Sunday, August 21, 2005

Two Borrowed Books

I borrowed two books from a home near my home. Brad loaned me The Violent Bear It Away by Flannery O'Connor. Geoff loaned me Shattered Dreams by Larry Crabb. I am not sure why I wanted to read these together, but they seem to go together. I'll try to explain.
The Crabb book uses stories and scriptures to help the reader see how blessings and a life of ease keeps a believer from attaining the life God would have for us. He gives followers of Jesus permission to have awful things happen, and permission not to understand why they have happened. Crabb observes that, "we love to explain suffering; it makes us think we can avoid it." He warns the reader about dreams and desires, saying that our dreams may not congrue with those of God. Crabb helped me to see again how suffering is not the absence of God, but a chance for us to cling to God when God seems far away.
O'Connor tells the story of a rural prophet and his legacy. The prophet's grand-nephew, Tarwater, resists his great-uncle's instruction and envisions another life for himself. He longs to be connected with another relative, one educated by modernity past the trappings of religion. For half of the story, Tarwater resists the "bread of life," denying a hunger that grows within him. At the same time he literally throws up anything else he consumes. It is only at the end of the story, when all other options are shattered or burned, that the young man is ready to carry the gospel to the city, and to warn God's children of "the speed of God's mercy."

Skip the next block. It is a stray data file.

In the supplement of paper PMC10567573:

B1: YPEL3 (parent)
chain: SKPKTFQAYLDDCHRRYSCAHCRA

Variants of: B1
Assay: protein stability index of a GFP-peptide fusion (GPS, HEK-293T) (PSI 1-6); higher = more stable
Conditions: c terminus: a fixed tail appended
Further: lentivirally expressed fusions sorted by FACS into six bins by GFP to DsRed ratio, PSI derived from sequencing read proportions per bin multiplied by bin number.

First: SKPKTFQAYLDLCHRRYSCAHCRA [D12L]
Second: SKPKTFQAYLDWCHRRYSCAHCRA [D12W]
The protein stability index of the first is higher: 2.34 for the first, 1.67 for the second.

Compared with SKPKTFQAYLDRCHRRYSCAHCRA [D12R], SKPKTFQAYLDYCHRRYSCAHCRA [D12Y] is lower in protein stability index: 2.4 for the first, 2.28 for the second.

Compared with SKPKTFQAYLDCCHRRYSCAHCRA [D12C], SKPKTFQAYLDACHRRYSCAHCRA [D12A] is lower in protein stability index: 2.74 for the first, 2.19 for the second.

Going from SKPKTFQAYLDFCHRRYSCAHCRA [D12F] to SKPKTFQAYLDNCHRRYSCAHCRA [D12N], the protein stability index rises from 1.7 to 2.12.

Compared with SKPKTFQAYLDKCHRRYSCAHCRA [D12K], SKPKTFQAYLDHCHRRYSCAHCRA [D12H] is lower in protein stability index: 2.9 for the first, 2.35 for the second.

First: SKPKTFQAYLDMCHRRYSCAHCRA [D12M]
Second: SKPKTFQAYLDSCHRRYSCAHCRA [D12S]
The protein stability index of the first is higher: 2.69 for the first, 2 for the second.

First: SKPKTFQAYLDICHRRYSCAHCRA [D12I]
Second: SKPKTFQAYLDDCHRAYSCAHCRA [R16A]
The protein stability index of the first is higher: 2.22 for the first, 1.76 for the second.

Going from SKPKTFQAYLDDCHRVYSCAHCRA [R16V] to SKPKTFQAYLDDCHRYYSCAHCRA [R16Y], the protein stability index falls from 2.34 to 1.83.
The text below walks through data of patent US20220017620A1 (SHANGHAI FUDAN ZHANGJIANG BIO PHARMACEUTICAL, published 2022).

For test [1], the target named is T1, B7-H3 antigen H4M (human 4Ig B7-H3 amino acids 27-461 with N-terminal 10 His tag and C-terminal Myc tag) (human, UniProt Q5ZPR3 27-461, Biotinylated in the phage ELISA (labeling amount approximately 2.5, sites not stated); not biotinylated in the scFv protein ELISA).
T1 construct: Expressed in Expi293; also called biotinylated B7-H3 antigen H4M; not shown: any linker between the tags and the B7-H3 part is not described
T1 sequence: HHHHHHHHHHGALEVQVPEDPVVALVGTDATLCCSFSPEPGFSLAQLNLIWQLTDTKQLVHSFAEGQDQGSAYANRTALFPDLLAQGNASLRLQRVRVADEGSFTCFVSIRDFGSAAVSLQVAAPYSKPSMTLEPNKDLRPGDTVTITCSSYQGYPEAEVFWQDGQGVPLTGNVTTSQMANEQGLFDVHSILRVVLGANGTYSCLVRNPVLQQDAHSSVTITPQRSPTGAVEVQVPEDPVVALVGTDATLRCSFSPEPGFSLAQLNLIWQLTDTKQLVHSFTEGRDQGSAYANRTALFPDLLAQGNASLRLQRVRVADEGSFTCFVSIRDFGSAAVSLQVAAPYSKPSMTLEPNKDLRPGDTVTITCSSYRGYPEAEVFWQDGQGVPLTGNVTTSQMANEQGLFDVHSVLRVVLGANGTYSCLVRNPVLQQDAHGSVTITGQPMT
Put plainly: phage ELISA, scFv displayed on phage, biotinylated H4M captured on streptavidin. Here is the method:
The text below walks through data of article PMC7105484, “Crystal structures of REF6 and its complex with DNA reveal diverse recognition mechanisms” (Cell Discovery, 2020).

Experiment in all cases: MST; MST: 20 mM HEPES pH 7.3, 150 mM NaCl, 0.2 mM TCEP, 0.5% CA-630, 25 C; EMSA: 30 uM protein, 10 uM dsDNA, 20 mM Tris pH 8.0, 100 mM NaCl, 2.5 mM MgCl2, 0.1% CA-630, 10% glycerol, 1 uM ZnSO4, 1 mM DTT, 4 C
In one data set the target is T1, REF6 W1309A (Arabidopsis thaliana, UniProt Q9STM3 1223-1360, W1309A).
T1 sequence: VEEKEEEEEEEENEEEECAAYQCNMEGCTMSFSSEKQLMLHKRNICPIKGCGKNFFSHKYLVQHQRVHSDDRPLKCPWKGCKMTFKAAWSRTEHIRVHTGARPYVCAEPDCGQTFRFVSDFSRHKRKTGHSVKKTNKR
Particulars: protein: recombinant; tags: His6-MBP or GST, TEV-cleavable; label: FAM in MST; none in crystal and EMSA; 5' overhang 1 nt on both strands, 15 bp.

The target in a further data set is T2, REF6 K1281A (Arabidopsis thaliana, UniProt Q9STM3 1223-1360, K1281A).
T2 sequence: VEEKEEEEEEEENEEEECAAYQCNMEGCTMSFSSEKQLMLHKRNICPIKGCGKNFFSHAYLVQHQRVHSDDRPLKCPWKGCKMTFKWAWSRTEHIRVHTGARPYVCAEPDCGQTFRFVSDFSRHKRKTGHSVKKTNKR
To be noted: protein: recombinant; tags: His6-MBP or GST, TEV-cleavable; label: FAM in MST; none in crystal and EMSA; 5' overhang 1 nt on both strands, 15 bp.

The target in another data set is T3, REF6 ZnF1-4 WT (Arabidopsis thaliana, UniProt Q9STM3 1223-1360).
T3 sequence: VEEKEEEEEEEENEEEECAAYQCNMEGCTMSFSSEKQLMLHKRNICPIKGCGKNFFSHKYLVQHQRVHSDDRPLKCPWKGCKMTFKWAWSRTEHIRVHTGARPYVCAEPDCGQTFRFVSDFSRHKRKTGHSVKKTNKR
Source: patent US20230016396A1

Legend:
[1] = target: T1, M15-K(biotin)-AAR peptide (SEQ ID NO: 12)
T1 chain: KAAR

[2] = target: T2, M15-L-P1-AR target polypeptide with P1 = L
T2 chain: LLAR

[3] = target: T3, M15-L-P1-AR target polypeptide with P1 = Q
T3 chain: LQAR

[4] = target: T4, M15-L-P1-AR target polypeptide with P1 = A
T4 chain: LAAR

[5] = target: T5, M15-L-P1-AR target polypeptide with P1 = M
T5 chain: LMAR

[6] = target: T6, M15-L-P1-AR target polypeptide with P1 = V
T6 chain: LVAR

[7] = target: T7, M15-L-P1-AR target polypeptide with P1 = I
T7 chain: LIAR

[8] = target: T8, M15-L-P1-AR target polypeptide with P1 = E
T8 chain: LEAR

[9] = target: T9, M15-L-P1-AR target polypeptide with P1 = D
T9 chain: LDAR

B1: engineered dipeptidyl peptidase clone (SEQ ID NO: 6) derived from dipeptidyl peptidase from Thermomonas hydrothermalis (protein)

These books continue to read me. I want that hunger that Tarwater resists, the hunger for the bread of life. I want my dreams to either be nourished by the living water, or else dashed on the cornerstone. (O'Connor draws so much on Biblical images in her story that I take it as permission to do so too. I may not make a habit of this as it would be unfair to my family to go gothic at this poing in my life.)
These books humble me so much because I honestly do not look forward to becoming less than the protagonist in my own story. That said, I can't help but note that Jesus is calling me to such. His is a story in which I am not a leading man, but a following man. I may not have a speaking part. My scene may be edited out of the final version, or eclipsed by other players.
But so be it. My story meanders so--it is really only interesting to myself. I don't need to cling to my plans. I don't need to build my skill set. These things will not hasten the kingdom. I want to participate in the story of Jesus, even though I fear what that will cost. Please help my unbelief.

1 comment:

geoff said...

thanks, ryan. great post. keepin' it real. thanks for helping us live our way into the dreams of God while we mourn our own shattered ones. i love the idea of texts reading us as they linger in our thoughts....please write more about this. you are onto something.